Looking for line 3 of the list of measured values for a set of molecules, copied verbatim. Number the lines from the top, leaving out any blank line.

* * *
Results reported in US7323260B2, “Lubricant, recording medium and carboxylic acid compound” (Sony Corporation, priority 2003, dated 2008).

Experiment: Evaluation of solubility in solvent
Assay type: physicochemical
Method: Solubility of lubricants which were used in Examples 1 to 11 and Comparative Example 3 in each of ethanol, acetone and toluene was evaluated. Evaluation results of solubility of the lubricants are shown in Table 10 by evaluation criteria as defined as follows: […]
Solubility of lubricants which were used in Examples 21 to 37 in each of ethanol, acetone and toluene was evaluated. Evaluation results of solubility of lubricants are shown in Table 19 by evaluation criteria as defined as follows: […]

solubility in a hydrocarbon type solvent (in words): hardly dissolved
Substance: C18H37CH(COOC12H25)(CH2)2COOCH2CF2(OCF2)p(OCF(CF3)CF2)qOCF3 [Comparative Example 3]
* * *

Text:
Assay type: physicochemical